In mid-June, Iran fired a series of missiles at ISIS terrorist bases in eastern Syria, in retaliation for the 2 terrorist attacks in Tehran on June 7.
Iran’s Tasnim News Agency reported the the retaliation was A Warning to Foolish Troublemakers:
The �limited missile raid� by the Islamic Revolution Guards Corps against terrorist positions in Syria�s eastern region of Deir ez-Zor unveiled part of the Iranian Armed Forces� assault and deterrent capabilities, Brigadier General Ahmad Reza Pourdastan said Monday.
The strike was also a �crushing response and a warning� to those seeking to ignite tensions with their troublemaking and ignorant ambitions, he added.
Late on Sunday, the IRGC fired six missiles, including high-precision Zolfaqar missiles, at various targets in Deir ez-Zor within a range of 650 to 700 kilometers.
But as it turned out, the Iranian missile display really wasn’t all that crushing.
In fact most of the Iranian ballistic missiles failed to reach their intended targets. Ehud Ya�ari of Israel�s Channel 2 reported that of the 7 missiles that Iran launched, only one managed to reach its intended target in Syria. Of the others, 3 missiles crashed into Iraq, one landed a few hundred meters short of the target, another landed in the Deir Ezzor area and the location of the last missile was unknown.
Of course, that did not stop Iran from having video available as a testament to their missile-launching prowess.
Still, at least Iran’s claim was not as contrived as in years past.
In 2008, Honest Reporting revealed an example of Iranian fauxtography where the photo below appeared on the web site of Sepah News, the PR news service of the Iranian Revolutionary Guards.
Later, the photo was replaced with this, the actual, original one:
Little Green Football showed how parts of the original photo were reused in order to hide the fact that of the 4 rockets — one had failed to fire.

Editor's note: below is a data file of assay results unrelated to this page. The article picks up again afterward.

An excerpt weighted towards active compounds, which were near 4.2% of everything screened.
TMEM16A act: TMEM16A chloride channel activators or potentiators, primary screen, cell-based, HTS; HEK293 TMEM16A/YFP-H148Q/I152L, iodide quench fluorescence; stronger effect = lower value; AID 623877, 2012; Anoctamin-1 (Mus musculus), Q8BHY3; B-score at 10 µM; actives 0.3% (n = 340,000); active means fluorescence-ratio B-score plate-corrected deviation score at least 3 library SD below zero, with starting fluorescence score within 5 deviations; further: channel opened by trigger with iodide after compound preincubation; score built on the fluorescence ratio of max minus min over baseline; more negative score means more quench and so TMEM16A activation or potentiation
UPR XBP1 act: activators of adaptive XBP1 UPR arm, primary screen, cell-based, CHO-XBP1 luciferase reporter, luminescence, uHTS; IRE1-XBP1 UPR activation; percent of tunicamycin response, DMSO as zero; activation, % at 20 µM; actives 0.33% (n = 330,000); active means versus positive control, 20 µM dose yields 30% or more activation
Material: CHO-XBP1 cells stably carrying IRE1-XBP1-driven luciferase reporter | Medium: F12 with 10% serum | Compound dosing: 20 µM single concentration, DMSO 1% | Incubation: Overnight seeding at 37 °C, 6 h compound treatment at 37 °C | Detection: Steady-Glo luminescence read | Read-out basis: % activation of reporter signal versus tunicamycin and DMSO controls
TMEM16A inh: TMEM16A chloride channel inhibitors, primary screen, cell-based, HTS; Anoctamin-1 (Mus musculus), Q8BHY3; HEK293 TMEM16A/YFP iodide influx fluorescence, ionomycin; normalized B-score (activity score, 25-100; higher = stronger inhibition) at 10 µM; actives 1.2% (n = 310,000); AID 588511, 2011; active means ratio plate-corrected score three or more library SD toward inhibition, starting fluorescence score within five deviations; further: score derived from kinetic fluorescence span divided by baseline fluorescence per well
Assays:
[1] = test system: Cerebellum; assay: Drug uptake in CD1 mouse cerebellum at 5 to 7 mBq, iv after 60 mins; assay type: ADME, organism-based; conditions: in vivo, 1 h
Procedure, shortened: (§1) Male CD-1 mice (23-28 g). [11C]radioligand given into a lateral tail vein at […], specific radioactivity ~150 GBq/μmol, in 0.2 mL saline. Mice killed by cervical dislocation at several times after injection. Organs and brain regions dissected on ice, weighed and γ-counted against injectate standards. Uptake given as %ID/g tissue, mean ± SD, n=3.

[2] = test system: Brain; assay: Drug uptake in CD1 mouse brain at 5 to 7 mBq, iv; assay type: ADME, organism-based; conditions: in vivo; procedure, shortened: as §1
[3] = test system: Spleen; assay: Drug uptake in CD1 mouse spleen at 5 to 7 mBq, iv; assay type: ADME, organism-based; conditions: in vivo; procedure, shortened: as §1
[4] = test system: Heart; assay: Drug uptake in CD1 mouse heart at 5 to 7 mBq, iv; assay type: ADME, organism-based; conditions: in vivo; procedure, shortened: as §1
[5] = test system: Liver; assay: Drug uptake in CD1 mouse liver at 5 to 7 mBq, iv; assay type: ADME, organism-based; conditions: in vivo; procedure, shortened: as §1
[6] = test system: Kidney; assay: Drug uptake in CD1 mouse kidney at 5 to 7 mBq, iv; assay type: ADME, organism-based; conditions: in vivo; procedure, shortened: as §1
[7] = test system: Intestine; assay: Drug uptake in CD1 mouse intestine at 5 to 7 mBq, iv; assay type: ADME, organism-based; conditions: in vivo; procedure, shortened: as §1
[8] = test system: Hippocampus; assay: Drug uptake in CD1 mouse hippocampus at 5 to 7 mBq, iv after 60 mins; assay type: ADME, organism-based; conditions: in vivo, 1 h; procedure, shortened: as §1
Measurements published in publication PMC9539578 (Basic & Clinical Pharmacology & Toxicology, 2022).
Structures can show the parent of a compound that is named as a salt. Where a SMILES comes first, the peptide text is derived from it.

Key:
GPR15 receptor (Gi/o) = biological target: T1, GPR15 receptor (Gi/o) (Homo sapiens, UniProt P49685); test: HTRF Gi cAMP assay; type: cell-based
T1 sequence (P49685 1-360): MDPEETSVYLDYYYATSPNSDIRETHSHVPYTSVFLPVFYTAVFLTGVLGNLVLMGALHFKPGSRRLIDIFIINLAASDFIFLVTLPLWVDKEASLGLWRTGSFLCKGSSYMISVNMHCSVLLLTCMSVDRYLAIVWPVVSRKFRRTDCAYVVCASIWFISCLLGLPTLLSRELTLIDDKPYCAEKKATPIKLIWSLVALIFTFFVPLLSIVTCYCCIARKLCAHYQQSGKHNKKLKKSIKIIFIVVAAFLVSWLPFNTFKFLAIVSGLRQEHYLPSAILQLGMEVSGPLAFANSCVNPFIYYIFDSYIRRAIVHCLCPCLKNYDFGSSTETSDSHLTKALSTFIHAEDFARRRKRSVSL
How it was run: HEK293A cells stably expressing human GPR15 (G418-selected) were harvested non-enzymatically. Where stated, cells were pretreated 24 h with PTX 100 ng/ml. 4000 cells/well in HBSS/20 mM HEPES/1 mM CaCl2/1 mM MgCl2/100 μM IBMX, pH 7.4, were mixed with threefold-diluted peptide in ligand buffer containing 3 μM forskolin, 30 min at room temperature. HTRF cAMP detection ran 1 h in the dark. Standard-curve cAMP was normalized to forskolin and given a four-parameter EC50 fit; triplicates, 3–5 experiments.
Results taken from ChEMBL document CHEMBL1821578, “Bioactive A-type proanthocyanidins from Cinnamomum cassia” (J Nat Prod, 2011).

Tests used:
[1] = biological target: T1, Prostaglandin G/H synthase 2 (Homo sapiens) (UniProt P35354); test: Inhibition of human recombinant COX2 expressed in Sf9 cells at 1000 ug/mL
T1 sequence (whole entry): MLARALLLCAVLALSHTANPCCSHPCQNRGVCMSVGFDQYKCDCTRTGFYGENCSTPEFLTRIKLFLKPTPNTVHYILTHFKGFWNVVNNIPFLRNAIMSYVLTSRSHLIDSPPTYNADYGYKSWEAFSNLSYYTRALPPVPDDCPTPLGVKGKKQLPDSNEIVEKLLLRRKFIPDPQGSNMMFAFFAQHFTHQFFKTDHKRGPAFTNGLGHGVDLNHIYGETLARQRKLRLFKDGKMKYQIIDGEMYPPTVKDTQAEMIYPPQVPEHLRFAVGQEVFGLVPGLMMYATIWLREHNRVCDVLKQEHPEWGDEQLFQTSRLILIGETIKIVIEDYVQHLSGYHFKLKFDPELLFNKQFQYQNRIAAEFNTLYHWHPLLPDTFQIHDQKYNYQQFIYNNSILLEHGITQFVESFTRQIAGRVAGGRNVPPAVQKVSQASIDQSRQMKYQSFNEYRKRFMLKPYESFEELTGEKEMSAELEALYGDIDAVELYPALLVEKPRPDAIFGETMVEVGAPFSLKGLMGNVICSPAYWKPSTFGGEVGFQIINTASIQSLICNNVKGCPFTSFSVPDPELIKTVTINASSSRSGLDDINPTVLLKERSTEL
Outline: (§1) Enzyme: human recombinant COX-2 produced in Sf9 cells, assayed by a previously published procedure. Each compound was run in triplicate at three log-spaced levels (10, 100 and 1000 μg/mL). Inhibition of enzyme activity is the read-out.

In 2013, The Telegraph reported on another example of Iranian fake photography when the paper revealed that a picture of Iran’s premier fighter jet patrolling the skies was in fact a fraud.
A picture of the Iranian Qaher 313 — a jet that was dismissed as a model that was not even capable of flight — was found with the same shadow and light as the one flying over Iran’s Mt Damavand.
In addition, a stock photo of Mt. Damavand was found that was very similar to the one in the fake photo.
So while the threat of Iran acquiring a nuclear bomb is very real and very serious, their technology is not as advanced as they would have the West believe.
When it comes to Iran’s ballistic missiles, the fact that Iran can miss their intended target reminds one of Hamas, whose rockets have been known to land close to home. After all, doesn’t Hamas get supplies and material from Iran?
On the other hand, keep in mind that it is likely that Iran gets some of its own missile technology from North Korea, and while North Korea is an unpredictable threat that cannot be dismissed, 2 rocket launchings failed in April just 2 weeks apart.
Is the fact that both countries have had such spectacular fails proof they are helping each other?
[Hat tip: DG]